Walk along the beach. All kinds of things wash ashore, including kelp.

Bullwhip Kelp washed ashore

There is a good chance you can find a fresh piece of dark olive-brown Bullwhip Kelp. Storms and strong waves will occasionally tear pieces of the plant and throw them onshore. Sometimes the rough water can destroy a whole kelp forest.  

The idea of a kelp forest might be new to you. They are very similar to land, or terrestrial, forests…just wetter. A kelp forest has a canopy which supports sun-loving organisms and leaves. It also has a partially-shady middle section (with a very strong stalk) and darkly-shaded seafloor which acts as a nursery for new plants.

Where Found

Bullwhip kelp grows on rocks found in low to subtidal zones at depths up to 100 feet. It prefers semi-exposed habits and high-current areas. Offshore beds in deeper water may persist for several years.

Bullwhip kelp is found along the North American Pacific Coast from Alaska south to northwest Baja California, Mexico.

Plant Parts

Like land plants, kelp has leaves or ‘blades’ that can reach up to 13 feet long and nearly six inches wide. These leaves form the canopy cover and are often produced annually. Blades hang on for up to 18 months (depending on the weather and other conditions).

Numerous blades (30-64) sprout from a floating bladder. This bladder contains carbon monoxide which helps keep the blades in the sunny canopy.

Bladders connect to a long hollow flexible stalk, or stipe, which resembles an enlarged whip (i.e., the name sake). The stalk is very strong and has a fist-sized holdfast (think root-like structure) that grips onto the rocks.

Ecosystem support

Kelp forests offer protection and food for a variety of species besides human. This includes urchins, fish, invertebrates such as shrimp, snails (like Black turban snails), and brittle stars and worms. Marine mammals include whales, otters, seals, and sea lions, and shore bird such as great blue herons, snowy egrets, and cormorants also depend on kelp.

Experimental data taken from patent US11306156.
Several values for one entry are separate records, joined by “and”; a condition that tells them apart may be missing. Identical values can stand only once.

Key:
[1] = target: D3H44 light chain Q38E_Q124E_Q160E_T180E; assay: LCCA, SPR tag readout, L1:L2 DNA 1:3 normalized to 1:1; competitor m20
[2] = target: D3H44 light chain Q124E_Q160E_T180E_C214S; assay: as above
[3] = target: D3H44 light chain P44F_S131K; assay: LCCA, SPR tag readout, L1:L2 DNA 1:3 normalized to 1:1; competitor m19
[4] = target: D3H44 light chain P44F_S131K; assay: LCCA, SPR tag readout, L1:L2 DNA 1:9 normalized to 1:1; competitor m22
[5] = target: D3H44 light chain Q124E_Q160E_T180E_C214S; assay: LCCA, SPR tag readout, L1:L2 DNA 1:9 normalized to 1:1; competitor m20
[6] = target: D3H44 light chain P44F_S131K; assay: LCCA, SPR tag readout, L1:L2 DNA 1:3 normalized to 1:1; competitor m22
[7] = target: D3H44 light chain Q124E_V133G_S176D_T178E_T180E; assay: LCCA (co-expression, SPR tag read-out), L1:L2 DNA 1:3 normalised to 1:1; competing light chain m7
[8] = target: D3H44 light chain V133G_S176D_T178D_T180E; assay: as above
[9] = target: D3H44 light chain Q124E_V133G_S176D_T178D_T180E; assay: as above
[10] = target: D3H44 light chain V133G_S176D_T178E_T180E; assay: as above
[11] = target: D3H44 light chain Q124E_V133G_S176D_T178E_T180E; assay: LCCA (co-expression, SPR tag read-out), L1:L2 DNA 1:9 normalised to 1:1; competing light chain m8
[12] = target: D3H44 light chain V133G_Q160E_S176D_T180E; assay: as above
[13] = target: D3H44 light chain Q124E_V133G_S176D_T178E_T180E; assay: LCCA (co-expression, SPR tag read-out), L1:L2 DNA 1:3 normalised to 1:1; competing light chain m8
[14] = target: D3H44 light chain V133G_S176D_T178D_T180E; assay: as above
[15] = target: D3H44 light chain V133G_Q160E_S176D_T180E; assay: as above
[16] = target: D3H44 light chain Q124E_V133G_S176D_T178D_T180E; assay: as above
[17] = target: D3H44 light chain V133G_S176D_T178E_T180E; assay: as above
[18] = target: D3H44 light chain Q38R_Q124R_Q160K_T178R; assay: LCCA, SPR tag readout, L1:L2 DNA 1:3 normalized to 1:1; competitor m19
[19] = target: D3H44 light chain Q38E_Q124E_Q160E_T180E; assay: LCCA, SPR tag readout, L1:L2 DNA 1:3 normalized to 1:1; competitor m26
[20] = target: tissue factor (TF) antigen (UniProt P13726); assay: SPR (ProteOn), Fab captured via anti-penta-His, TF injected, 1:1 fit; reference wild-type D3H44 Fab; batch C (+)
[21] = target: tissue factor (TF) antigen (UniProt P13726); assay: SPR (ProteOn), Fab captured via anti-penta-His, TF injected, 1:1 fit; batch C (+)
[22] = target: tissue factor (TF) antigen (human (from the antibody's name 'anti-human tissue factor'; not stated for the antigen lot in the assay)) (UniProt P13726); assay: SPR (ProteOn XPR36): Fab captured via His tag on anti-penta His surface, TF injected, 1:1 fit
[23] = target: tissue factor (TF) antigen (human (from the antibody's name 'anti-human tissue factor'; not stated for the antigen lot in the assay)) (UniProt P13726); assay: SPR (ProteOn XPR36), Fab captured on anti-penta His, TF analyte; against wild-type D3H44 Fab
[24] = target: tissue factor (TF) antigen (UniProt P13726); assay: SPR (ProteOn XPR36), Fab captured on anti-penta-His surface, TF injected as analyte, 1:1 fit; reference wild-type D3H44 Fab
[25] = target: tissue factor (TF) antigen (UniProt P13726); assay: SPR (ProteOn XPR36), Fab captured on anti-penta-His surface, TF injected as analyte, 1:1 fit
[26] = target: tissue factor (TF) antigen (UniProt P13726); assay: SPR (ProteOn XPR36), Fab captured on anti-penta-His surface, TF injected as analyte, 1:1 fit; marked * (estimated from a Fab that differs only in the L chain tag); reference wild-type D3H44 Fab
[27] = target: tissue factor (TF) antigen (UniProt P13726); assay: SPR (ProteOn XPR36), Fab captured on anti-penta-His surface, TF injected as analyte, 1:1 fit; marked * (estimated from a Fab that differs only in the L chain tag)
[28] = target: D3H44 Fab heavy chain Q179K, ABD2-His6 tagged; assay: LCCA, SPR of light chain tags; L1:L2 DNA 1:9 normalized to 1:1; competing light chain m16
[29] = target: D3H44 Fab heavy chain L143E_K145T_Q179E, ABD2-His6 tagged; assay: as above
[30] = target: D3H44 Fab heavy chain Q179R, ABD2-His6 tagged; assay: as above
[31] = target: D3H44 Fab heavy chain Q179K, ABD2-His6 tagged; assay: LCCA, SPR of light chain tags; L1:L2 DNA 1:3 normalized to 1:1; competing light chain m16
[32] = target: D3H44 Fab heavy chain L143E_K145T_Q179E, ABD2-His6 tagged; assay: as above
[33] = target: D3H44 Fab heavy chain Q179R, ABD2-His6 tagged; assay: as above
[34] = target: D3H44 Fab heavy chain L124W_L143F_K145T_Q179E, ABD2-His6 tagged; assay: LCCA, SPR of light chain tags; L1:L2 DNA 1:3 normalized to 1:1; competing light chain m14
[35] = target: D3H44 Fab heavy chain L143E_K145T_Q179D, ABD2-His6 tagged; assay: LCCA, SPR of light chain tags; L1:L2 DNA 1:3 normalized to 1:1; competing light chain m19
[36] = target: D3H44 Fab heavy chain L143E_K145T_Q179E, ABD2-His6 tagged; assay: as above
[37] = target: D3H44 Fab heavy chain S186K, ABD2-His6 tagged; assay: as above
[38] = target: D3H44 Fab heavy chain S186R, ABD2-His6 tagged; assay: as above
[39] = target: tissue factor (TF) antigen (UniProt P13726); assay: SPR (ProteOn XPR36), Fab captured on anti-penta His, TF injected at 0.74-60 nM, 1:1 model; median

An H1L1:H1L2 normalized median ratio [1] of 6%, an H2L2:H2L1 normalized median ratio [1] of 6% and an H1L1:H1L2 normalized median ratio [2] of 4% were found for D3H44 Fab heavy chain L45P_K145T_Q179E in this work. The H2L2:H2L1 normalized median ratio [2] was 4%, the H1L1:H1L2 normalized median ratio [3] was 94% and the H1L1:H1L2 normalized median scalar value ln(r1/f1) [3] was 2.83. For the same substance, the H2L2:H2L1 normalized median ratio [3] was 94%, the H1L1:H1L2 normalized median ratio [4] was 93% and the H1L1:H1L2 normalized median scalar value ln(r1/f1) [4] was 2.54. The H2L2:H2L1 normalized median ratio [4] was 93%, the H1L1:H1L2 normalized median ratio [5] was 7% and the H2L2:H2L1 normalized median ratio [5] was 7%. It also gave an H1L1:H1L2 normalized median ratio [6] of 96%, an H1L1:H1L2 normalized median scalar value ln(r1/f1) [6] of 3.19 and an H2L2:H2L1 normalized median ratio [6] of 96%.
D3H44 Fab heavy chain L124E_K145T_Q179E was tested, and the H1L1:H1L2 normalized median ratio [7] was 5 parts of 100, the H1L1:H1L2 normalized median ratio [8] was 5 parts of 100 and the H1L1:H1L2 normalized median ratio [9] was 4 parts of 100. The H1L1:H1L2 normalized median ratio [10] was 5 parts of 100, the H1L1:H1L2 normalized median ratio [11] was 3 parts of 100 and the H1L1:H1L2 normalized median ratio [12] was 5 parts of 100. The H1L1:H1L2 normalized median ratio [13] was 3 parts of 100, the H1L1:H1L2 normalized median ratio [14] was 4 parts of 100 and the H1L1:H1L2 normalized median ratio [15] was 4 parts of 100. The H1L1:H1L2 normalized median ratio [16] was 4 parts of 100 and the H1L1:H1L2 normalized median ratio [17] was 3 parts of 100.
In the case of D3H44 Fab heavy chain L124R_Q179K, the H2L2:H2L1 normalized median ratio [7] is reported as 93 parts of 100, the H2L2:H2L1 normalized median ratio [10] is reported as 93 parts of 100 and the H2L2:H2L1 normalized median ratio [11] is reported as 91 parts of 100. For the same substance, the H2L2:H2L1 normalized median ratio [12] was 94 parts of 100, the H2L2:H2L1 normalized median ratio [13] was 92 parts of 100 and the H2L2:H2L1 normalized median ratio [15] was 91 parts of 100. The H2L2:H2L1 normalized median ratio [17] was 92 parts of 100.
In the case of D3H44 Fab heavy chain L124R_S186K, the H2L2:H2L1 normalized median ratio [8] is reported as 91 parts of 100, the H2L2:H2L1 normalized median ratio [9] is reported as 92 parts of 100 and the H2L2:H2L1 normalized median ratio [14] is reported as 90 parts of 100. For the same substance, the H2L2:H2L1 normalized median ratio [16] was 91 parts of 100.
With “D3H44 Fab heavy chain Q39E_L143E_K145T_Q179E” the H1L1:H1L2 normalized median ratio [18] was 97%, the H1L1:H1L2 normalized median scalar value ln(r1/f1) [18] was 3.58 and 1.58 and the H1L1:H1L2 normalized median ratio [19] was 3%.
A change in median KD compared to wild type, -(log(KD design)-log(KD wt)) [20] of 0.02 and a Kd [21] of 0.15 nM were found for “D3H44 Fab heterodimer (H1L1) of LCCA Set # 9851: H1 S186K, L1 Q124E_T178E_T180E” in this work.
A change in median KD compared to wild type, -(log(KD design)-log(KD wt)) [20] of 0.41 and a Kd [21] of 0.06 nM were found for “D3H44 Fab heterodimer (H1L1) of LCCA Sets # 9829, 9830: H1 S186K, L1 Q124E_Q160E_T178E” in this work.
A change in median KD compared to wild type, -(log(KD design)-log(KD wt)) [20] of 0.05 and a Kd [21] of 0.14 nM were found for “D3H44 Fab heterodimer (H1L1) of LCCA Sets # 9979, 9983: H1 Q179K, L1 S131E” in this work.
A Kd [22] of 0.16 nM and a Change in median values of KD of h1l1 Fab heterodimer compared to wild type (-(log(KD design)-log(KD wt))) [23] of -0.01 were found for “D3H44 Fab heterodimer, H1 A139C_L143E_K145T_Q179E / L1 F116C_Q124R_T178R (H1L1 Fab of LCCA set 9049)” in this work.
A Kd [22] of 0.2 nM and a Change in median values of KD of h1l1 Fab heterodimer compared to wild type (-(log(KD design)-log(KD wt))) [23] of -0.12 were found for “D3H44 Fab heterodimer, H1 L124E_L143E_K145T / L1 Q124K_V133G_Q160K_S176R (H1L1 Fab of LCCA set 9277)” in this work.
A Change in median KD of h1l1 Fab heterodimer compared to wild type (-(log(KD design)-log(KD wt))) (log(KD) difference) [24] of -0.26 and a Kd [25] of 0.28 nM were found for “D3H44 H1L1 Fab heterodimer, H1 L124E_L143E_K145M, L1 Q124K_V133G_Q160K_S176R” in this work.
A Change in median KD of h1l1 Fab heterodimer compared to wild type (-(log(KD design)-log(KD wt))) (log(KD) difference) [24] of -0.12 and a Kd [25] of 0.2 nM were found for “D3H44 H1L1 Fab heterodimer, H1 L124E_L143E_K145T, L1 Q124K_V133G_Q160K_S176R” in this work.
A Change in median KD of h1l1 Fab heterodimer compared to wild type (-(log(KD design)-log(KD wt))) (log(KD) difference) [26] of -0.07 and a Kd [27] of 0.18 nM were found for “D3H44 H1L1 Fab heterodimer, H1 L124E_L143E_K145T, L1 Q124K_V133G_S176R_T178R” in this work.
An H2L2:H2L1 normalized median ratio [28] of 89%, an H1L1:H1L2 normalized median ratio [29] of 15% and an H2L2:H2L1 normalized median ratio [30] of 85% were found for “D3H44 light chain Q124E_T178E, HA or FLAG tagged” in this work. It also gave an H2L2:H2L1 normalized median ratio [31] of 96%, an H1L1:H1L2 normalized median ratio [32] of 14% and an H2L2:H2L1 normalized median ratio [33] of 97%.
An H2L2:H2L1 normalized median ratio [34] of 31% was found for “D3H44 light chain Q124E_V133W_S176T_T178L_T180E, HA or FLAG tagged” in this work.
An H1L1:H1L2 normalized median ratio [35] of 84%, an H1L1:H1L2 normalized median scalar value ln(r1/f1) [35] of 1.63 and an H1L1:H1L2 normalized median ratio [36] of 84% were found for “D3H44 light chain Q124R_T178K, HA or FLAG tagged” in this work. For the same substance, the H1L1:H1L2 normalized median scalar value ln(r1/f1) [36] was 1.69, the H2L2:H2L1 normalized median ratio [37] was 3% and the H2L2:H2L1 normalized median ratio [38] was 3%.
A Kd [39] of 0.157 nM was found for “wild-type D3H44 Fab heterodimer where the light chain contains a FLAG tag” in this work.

Gives a whole new meaning to ‘kelp bed’ eh?


Kelp can form large forests or small beds. Different species of kelp often grow together favoring different depths and exposure.  

Bullwhip kelp drops mature spore patches to the seafloor near the parent’s holdfast which creates dense forests. It is the only kelp to do that.


Bullwhip kelp is edible and can be enjoyed dried, raw and/or picked. For a pickle recipe see Monterey Bay Seaweed (http://www.montereybayseaweeds.com/the-seaweed-source/tag/bullwhip+kelp).

Pacific Northwest Coastal Tribes used the kelp for creating a number of different products such as fishing lines and nets, ropes, and lightweight storage containers. It was also used for steaming and shaping various woods to create halibut fishing hooks and Yew bows.

Fresh kelp could also be eaten or included in recipes for cakes, curry, and chutney. It has also been used for pharmaceutical supplies, poultry feed, dairy products, and finishing agents.

But wait there’s more…

There are theories that kelp forests may have helped colonize the Americas. I can hear the disbelief in your laughing from here…  

Suppose that huge kelp forests stretched from northeast Asia to the northern American Pacific coasts.

These forests could have provided food and game, and buffered rough water and potentially acted as a highway for ancient colonists (and not just humans).  

Next time you see this lowly plant washed ashore and shredded from a storm, consider… “Did this plant make it possible for you to wiggle your toes in the sand today?”

Perhaps without it, explorers may not have survived the treacherous trip here. Certainly, food for thought!

–Wikipedia, Nereocytis (https://en.wikipedia.org/wiki/Nereocystis) and Kelp forests (…kelp_forests)
–Island Herbs (http://ryandrum.com/articlekelp.html)
–Bull Whip Kelp (https://bit.ly/2CINwuf)

And I’d like to give my love to everybody, and
let them know that the grass may look greener on the other side,
but believe me, it’s just as hard to cut.

Little Richard
Beachgrass in the sunset, royalty free, Unsplash

As environmental mis-steps go, planting European Beachgrass at Golden Gate Park, San Francisco, in the late 1800s probably seemed like a great idea. This grass successfully stabilized dunes in Europe and North Africa and many agencies planted thousands of acres, much of it in Oregon.

It seemed like such a good idea

European Beachgrass forms stiff, hardy clumps of grass that can reach nearly four feet tall. A strong rhizome mat holds clumps erect and facilitate fast colonization across an area. One small clump can produce 100 new shoots annually.

This plant provided a faster way to stabilize sand dunes, had few pests and predators, and grows very densely. The grass changes the shape of a dune and overall native ecology by displacing plants and animals by creating higher, steeper curve on the ocean side of a dune. This decreases sand flow to interior dunes impacting the long-term development of the whole coastal ecosystem.

Beachgrass on dune, royalty free Unsplash

One tough grass